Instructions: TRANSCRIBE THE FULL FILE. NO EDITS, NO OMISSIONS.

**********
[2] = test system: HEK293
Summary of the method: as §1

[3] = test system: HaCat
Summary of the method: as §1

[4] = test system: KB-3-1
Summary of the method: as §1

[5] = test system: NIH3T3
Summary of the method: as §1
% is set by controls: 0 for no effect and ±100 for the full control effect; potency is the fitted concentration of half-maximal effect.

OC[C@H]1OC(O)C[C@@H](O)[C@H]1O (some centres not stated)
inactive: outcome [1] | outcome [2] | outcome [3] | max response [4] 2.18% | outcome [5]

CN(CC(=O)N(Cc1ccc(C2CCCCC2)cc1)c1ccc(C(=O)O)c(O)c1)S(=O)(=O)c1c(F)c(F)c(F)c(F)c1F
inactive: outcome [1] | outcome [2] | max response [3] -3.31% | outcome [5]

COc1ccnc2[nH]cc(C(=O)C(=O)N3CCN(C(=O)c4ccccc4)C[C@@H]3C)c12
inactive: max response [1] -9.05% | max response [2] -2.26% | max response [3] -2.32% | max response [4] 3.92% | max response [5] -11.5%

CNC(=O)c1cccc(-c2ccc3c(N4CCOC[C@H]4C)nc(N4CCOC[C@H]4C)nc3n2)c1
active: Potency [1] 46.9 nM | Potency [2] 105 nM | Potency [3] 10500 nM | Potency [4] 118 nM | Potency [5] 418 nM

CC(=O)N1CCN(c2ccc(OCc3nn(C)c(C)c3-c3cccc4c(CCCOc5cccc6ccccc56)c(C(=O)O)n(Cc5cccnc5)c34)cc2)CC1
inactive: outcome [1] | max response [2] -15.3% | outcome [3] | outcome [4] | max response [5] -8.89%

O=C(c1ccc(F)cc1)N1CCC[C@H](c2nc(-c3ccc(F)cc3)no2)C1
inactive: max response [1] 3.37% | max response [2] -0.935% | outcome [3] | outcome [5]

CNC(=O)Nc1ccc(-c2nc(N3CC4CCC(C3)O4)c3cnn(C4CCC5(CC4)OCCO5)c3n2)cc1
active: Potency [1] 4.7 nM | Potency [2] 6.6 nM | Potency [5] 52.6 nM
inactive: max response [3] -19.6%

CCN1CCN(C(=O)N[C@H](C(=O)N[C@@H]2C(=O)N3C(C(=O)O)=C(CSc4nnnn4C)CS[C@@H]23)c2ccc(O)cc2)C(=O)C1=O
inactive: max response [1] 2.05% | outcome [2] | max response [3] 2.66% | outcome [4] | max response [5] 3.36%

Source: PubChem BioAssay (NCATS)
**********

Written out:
[2] = test system: HEK293
Summary of the method: as §1

[3] = test system: HaCat
Summary of the method: as §1

[4] = test system: KB-3-1
Summary of the method: as §1

[5] = test system: NIH3T3
Summary of the method: as §1
% is set by controls: 0 for no effect and ±100 for the full control effect; potency is the fitted concentration of half-maximal effect.

OC[C@H]1OC(O)C[C@@H](O)[C@H]1O (some centres not stated)
inactive: outcome [1] | outcome [2] | outcome [3] | max response [4] 2.18% | outcome [5]

CN(CC(=O)N(Cc1ccc(C2CCCCC2)cc1)c1ccc(C(=O)O)c(O)c1)S(=O)(=O)c1c(F)c(F)c(F)c(F)c1F
inactive: outcome [1] | outcome [2] | max response [3] -3.31% | outcome [5]

COc1ccnc2[nH]cc(C(=O)C(=O)N3CCN(C(=O)c4ccccc4)C[C@@H]3C)c12
inactive: max response [1] -9.05% | max response [2] -2.26% | max response [3] -2.32% | max response [4] 3.92% | max response [5] -11.5%

CNC(=O)c1cccc(-c2ccc3c(N4CCOC[C@H]4C)nc(N4CCOC[C@H]4C)nc3n2)c1
active: Potency [1] 46.9 nM | Potency [2] 105 nM | Potency [3] 10500 nM | Potency [4] 118 nM | Potency [5] 418 nM

CC(=O)N1CCN(c2ccc(OCc3nn(C)c(C)c3-c3cccc4c(CCCOc5cccc6ccccc56)c(C(=O)O)n(Cc5cccnc5)c34)cc2)CC1
inactive: outcome [1] | max response [2] -15.3% | outcome [3] | outcome [4] | max response [5] -8.89%

O=C(c1ccc(F)cc1)N1CCC[C@H](c2nc(-c3ccc(F)cc3)no2)C1
inactive: max response [1] 3.37% | max response [2] -0.935% | outcome [3] | outcome [5]

CNC(=O)Nc1ccc(-c2nc(N3CC4CCC(C3)O4)c3cnn(C4CCC5(CC4)OCCO5)c3n2)cc1
active: Potency [1] 4.7 nM | Potency [2] 6.6 nM | Potency [5] 52.6 nM
inactive: max response [3] -19.6%

CCN1CCN(C(=O)N[C@H](C(=O)N[C@@H]2C(=O)N3C(C(=O)O)=C(CSc4nnnn4C)CS[C@@H]23)c2ccc(O)cc2)C(=O)C1=O
inactive: max response [1] 2.05% | outcome [2] | max response [3] 2.66% | outcome [4] | max response [5] 3.36%

Source: PubChem BioAssay (NCATS)